If time is kind to the Frames, the current swooning over singer Glen Hansard's appearance in indie flick Once will die down without overshadowing The Cost, the Irish rock band's sixth and strongest album. In the film, Hansard and Czech pianist Markéta Irglová engage in cloying musical flirtation via piano and acoustic guitar. But the centerpiece songs, "Falling Slowly" and "When Your Mind's Made Up" — both previously released on the duo's 2006 CD The Swell Season -- sound exponentially better when Hansard lets his bandmates have at them. Johnny Boyle's syncopated drumbeats goad on the larger arrangements and Rob Bochnik's guitar erupts into a stirring apex of precipitous string bends.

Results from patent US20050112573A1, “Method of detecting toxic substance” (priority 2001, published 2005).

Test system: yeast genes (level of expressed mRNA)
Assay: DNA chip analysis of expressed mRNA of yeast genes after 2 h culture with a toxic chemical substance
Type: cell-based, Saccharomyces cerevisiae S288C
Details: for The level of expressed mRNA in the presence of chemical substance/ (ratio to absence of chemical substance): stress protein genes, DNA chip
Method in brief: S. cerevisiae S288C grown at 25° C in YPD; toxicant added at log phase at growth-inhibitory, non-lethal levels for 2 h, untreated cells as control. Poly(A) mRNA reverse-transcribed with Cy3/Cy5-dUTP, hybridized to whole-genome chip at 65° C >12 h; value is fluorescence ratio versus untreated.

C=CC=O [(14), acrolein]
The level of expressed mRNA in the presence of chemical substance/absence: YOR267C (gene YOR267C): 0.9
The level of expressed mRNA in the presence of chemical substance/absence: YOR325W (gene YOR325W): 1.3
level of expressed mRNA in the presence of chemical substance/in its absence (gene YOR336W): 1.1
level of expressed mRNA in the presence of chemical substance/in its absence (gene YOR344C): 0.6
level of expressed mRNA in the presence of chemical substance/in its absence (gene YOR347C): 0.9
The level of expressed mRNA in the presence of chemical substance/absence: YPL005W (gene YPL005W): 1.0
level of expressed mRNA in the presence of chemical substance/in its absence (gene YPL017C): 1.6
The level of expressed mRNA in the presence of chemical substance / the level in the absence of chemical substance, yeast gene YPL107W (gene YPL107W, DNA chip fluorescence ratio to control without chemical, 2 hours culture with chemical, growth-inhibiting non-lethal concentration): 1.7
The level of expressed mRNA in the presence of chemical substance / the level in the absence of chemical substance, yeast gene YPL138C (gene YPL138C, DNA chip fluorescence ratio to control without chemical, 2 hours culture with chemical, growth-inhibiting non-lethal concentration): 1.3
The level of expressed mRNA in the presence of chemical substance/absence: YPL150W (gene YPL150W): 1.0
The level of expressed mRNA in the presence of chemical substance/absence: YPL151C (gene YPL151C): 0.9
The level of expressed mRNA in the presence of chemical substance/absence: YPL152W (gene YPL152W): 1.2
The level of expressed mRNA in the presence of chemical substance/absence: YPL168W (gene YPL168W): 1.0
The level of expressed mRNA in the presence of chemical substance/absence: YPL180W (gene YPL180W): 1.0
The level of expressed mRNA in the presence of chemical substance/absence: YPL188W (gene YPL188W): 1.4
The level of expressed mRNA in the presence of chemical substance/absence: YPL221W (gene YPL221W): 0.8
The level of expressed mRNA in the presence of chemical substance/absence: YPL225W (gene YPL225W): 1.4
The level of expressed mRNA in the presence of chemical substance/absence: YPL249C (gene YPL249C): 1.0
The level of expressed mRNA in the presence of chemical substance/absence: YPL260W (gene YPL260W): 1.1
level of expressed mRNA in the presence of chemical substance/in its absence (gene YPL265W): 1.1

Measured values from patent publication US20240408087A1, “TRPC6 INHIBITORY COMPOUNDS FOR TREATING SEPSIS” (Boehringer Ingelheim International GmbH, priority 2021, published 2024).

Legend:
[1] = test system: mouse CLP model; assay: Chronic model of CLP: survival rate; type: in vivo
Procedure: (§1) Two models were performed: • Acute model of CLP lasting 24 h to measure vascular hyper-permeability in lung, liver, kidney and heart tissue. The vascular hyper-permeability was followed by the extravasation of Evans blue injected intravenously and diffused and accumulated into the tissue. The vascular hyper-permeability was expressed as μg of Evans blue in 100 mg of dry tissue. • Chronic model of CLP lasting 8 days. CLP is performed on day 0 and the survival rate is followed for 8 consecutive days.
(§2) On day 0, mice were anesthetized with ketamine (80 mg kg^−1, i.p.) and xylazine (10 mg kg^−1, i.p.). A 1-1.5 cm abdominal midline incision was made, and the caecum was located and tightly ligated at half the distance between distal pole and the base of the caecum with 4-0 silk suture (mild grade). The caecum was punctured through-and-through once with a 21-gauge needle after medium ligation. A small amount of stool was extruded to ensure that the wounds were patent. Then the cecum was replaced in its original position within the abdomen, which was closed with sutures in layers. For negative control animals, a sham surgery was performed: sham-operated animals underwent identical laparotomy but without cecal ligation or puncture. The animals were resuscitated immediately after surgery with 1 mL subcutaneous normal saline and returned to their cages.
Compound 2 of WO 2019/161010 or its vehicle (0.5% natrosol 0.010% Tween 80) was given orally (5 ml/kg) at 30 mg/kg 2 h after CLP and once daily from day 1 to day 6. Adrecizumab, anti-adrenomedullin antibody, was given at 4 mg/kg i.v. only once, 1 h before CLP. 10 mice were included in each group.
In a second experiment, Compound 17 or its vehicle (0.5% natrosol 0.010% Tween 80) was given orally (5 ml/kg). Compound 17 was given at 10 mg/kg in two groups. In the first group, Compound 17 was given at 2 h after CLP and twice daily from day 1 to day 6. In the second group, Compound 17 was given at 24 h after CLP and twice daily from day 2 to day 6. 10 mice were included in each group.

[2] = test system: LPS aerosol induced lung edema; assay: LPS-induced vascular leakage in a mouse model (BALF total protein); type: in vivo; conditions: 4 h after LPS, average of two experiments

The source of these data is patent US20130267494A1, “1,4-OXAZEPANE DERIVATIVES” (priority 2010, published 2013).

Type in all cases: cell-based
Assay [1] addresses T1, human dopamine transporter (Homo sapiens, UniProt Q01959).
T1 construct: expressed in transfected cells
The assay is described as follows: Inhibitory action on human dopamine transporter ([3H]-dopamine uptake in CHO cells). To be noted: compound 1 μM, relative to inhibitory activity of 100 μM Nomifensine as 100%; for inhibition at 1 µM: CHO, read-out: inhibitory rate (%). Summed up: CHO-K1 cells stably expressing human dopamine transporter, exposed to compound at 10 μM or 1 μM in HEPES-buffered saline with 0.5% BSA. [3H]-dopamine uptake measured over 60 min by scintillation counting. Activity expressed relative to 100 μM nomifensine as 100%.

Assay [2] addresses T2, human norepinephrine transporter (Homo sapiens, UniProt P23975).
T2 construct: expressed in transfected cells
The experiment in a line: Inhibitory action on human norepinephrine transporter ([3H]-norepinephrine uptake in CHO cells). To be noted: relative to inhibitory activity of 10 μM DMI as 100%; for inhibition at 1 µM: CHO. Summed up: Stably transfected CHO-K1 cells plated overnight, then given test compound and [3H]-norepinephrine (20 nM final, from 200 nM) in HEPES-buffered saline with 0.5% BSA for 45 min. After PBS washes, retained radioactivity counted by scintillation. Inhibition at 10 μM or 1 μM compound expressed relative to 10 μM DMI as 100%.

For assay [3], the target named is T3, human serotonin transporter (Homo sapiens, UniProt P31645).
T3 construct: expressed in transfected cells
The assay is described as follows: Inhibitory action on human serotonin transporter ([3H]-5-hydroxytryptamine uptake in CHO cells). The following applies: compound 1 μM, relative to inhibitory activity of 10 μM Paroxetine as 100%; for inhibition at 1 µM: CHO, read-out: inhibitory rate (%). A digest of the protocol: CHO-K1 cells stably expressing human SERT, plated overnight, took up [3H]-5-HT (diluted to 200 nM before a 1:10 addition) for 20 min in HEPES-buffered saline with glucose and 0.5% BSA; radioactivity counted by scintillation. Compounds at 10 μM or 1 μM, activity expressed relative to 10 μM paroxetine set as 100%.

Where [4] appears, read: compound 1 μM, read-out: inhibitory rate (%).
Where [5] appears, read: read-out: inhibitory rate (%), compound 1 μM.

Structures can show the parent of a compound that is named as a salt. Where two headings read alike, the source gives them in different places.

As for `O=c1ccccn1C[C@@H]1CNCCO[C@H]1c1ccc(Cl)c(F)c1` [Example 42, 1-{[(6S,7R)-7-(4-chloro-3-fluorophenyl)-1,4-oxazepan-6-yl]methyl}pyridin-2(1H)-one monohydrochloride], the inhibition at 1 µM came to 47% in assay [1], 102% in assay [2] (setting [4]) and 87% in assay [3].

The rest of the album shows Hansard's songwriting at its most polished and effective, touching on pedal-steel Americana ("Sad Song") as easily as chilling melancholia ("Bad Bone"). Refinement can also be a drawback; employing the overdone dramatic-build-to-crescendo motif (thanks, Coldplay) leaves "People Get Ready" short on the simplistic sincerity of songs from 1996's Fitzcarraldo, or even 2004's Burn the Maps. But when the feedback squeals away and we're left with quietly thumping toms and Hansard's plaintive voice, it's clear the Frames work that trick better than any of their peers.